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Table Of Contents  The TCP/IP Guide
 9  TCP/IP Lower-Layer (Interface, Internet and Transport) Protocols (OSI Layers 2, 3 and 4)
      9  TCP/IP Network Interface Layer (OSI Data Link Layer) Protocols
           9  TCP/IP Serial Line Internet Protocol (SLIP) and Point-to-Point Protocol (PPP)

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SLIP and PPP Overview and Role In TCP/IP
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Pages in Current Topic/Section
12
3
Next Page
Point-to-Point Protocol (PPP)
Next Topic/Section

Serial Line Internet Protocol (SLIP)
(Page 3 of 3)

Problems and Limitations of SLIP

SLIP sounds great, right—nice and simple? Unfortunately, the cost of this simplicity is that SLIP just doesn't provide many of the features and capabilities we really need on modern serial links. Some of the most significant problems with SLIP include the fact that it is deficient in all of the following areas:

  • Standardized Datagram Size Specification: SLIP’s maximum datagram size supported is not standardized and depends on the implementation. The usual default is 1006 bytes, which becomes the maximum transmission unit (MTU) for the link. If a different size is used this must be programmed into the IP layer.

  • Error Detection/Correction Mechanism: SLIP doesn't provide any way of detecting or correcting errors in transmissions. While such protection is provided at higher layers through IP header checksums and other mechanisms, it is a job “traditionally” also done at layer two. The reason is that relying on those higher layers means that errors are only detected after an entire datagram has been sent and passed back up the stack at the recipient. Error correction can only come in the form of re-sending any datagrams that were corrupted. This is inefficient, especially considering that serial links are generally much slower than normal LAN links.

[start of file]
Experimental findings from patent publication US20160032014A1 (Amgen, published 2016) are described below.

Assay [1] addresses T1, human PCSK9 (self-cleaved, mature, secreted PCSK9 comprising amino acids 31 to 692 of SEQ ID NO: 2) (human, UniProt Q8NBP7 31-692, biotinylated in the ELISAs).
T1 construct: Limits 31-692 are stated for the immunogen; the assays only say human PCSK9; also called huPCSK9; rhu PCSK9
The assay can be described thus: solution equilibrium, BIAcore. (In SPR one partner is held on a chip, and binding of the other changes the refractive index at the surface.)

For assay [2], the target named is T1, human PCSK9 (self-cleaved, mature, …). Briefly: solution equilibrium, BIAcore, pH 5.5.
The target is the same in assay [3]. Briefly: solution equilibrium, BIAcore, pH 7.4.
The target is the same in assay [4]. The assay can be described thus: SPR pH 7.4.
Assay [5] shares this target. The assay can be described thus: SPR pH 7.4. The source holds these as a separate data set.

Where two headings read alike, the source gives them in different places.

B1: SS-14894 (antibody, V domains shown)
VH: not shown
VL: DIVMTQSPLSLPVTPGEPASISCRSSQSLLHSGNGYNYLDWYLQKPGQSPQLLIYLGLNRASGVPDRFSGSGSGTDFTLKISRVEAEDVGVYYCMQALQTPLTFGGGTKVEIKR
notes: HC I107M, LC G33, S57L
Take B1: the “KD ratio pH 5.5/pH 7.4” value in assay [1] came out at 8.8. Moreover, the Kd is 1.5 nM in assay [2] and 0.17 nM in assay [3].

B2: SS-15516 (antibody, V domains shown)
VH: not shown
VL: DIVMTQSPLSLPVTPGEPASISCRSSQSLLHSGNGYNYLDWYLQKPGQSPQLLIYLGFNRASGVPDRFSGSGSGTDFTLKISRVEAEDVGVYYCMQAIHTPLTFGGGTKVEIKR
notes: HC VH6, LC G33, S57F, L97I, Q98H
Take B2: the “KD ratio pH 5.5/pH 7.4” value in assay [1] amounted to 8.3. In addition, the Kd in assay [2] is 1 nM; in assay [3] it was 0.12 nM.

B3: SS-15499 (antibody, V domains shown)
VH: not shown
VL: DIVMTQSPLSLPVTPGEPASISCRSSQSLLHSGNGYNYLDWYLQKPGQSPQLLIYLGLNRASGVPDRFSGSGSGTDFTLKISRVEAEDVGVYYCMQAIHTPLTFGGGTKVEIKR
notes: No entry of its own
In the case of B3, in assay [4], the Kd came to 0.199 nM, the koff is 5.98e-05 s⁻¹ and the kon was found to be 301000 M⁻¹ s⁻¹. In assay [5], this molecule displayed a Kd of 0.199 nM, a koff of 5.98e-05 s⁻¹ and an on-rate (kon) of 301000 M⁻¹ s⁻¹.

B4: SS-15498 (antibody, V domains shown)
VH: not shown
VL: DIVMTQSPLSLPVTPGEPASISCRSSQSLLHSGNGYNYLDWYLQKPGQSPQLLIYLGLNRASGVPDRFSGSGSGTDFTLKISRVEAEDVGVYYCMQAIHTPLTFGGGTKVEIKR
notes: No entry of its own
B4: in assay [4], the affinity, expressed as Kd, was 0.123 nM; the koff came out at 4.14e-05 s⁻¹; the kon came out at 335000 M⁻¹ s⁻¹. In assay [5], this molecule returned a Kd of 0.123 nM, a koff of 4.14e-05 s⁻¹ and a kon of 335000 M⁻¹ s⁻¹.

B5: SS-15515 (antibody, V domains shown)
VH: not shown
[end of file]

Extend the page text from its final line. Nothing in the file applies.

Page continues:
• Control Messaging: SLIP provides no way for the two devices to communicate control information between them to manage the link.

  • Type Identification: Since SLIP includes no headers of its own, it is not possible to identify the protocol it is sending. While developed for IP, you can see that there is no reason other layer three protocols could not be sent using SLIP. However, without type identification there is no way to mix datagrams from two or more layer three protocols on the same link.

  • Address Discovery Method: Addressing isn't needed at layer two due to the point-to-point nature of the connection—there are only two devices so the intended recipient of each message is obvious. However, devices do need some way of learning each other's IP addresses for routing at layer three. SLIP provides no method for this.

  • Support For Compression: Compression would improve performance over serial lines that are, again, slow compared to other technologies. SLIP provides no compression features. Note, however, that modems usually do support compression at layer one, for serial connections that use them. There was also a variant on SLIP called Compressed SLIP or CSLIP that was created in the late 1980s, but it was not as widely deployed as regular SLIP.

  • Security Features: SLIP provides no methods for authentication of connections or encryption of data, which means even the basics of security are not provided.

Sounds pretty bad, doesn't it? The many shortcomings of SLIP have led most implementations to move from SLIP over to the newer Point-to-Point Protocol (PPP), which is a much richer data link protocol for direct connections that resolves the problems listed above. SLIP is now outdated, and some even consider it a historical protocol. Despite that, SLIP is still used in many places. Simplicity is attractive, and computer people are famous for their inertia: if something is implemented and is working well, many will refuse to change unless they are forced to do so.

 


Previous Topic/Section
SLIP and PPP Overview and Role In TCP/IP
Previous Page
Pages in Current Topic/Section
12
3
Next Page
Point-to-Point Protocol (PPP)
Next Topic/Section

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Version 3.0 - Version Date: September 20, 2005

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